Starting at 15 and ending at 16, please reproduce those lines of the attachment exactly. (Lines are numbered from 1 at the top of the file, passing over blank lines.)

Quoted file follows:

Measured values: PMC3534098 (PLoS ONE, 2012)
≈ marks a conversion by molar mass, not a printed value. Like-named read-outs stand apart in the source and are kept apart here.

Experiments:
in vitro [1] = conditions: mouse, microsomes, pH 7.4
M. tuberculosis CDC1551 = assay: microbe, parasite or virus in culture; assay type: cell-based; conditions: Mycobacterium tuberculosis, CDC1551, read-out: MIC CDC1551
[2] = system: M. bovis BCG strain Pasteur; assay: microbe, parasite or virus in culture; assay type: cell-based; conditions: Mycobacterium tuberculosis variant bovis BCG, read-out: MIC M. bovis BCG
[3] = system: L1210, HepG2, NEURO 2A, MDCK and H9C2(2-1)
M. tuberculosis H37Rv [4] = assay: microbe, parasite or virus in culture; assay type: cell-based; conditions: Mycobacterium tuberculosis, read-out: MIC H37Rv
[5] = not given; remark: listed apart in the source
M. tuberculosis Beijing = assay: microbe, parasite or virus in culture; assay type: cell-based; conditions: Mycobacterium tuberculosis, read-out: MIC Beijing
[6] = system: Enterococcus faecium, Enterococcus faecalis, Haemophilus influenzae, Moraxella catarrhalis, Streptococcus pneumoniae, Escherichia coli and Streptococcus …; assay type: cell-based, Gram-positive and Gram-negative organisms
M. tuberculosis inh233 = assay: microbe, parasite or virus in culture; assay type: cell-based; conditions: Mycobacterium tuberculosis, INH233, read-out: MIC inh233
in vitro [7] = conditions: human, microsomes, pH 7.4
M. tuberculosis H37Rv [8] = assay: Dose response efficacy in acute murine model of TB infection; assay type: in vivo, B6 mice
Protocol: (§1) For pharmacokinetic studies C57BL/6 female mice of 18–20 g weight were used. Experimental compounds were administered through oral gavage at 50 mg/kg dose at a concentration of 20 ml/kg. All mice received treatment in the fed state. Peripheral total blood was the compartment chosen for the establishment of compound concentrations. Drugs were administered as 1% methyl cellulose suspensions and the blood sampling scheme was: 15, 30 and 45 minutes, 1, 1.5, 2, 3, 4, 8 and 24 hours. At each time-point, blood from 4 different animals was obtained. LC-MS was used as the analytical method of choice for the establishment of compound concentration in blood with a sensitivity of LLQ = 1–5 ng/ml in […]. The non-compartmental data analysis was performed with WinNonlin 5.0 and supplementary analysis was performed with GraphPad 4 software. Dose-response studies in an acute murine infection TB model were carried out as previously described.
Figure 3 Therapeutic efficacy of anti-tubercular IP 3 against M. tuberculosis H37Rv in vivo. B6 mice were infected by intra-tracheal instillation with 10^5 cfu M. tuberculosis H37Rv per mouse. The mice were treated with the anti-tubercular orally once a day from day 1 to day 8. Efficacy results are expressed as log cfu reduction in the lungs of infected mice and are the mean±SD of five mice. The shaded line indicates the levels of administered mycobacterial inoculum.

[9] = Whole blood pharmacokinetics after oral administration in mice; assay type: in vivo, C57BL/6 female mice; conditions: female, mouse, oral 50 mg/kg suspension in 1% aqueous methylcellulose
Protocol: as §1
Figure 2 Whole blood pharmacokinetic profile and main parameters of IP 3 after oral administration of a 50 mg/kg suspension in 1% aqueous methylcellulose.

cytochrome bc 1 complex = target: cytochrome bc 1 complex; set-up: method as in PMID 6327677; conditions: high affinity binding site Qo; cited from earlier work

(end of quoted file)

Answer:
Protocol: (§1) For pharmacokinetic studies C57BL/6 female mice of 18–20 g weight were used. Experimental compounds were administered through oral gavage at 50 mg/kg dose at a concentration of 20 ml/kg. All mice received treatment in the fed state. Peripheral total blood was the compartment chosen for the establishment of compound concentrations. Drugs were administered as 1% methyl cellulose suspensions and the blood sampling scheme was: 15, 30 and 45 minutes, 1, 1.5, 2, 3, 4, 8 and 24 hours. At each time-point, blood from 4 different animals was obtained. LC-MS was used as the analytical method of choice for the establishment of compound concentration in blood with a sensitivity of LLQ = 1–5 ng/ml in […]. The non-compartmental data analysis was performed with WinNonlin 5.0 and supplementary analysis was performed with GraphPad 4 software. Dose-response studies in an acute murine infection TB model were carried out as previously described.
Figure 3 Therapeutic efficacy of anti-tubercular IP 3 against M. tuberculosis H37Rv in vivo. B6 mice were infected by intra-tracheal instillation with 10^5 cfu M. tuberculosis H37Rv per mouse. The mice were treated with the anti-tubercular orally once a day from day 1 to day 8. Efficacy results are expressed as log cfu reduction in the lungs of infected mice and are the mean±SD of five mice. The shaded line indicates the levels of administered mycobacterial inoculum.